Attach the 22.5″ 2×4's to each top end. Drill 2 pocket holes in each 2×4 end prior to attaching with 2 1/2 inch Kreg screws.
Step 4 – Attach lower 2×4 rails
Attach the lower 22 1/2″ 2×4 rails on each end. Measure 2 1/4 inches up from the bottom leg for placement.
Step 5 – Assemble lower shelf
Drill pocket holes to attach the 41″ 1×12 pieces to each other. Do them about every 8-10 inches. After you've attached the boards to each other using 1 1/4″ Kreg screws drill more pocket holes around the perimeter of the entire piece. It will look like the photo below.
Step 6 – Attach Shelf
I've found that it is easiest to attach the shelf by attaching the 2×2 side rails prior to connecting it to the table. To do this you'll sort of take a minor step back by removing the two lower 2×2 side rails (only 8 screws). Then drill the shelf to the 2×2's as shown below. Lift the shelf into place and attach each end of the shelf to the lower end rails using 2 1/2″ Kreg Screws. Once that is secure flip the table right side up and add the cross supports.
Step 7 – Attach cross supports
Use a nail gun or hammer and finish nails to connect the cross supports to the upper and lower 2×4 side rails. All outside angles are 60 degrees. The two shorter pieces have an inside angle at 30 degrees. The long piece is 22.5″ from outside edge to to inside edge. The 2 shorter pieces are 11 1/4″ from the inside to outer edge. Click here to see a video I made explaining the angles.
Step 8 – Assemble Table Top
Attach each 2×6 ( 41″ long ) to each other using 2 1/2″ pocket screws. The Pockets holes should be spaced about every 8 inches from each other. Use clamps to help hold boards as you attach them to each other if needed. Note that you will drill the two boards on each side into the center. Thus, the center board will not have any pocket holes drilled in it.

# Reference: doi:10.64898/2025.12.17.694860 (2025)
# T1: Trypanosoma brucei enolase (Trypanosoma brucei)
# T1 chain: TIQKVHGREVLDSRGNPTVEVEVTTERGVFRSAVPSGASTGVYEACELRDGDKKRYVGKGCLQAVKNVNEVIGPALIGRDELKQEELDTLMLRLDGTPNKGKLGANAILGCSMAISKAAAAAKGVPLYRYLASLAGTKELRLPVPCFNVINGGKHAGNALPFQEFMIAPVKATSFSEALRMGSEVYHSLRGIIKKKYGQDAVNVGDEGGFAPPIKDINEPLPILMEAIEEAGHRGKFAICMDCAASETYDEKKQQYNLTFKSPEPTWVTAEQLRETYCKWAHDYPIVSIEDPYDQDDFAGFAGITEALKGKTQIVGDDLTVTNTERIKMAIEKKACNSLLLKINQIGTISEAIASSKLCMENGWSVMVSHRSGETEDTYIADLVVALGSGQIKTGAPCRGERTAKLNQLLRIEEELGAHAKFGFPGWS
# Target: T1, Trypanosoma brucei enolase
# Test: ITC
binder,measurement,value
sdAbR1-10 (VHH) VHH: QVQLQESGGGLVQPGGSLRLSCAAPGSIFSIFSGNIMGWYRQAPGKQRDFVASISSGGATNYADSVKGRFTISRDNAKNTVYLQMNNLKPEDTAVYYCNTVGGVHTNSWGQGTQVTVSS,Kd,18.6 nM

Step 9 – Attach Breadboard Ends
Take your breadboard ends and place them against the table top. Trim the end of the breadboards so they are flush with the width of the overall table. You will trim them down to around 27 1/4″ to 27 1/2″ most likely. Drill pocket holes so they line up to go in all 5 boards as shown below. Attach to the table top using 2 1/2″ Kreg screws.
Step 10 – Attach table top to base
Flip the table base upside down and set it on the bottom side of the table top. Center it and then screw through the bottom of the 2×2 into the table top with 2 1/2″ torque screws. Use about 3 to 4 screws on each side of the base.
Flip the table upright and you are finished assembling the table!
Part 2 – Finishing
Distress, Sand, Stain, and Finish
Watch video for detailed instructions
The first step after completely assembling the table is to sand the project. I typically use an orbital sander with 120 Grit paper. Sand the top and all sides until everything is very smooth. Don't sand too deep if you want to keep some of the wood's original texture.
Step 1 – Sand
Use an orbital sander and 120 grit sandpaper to smooth the table. Sand the top and base.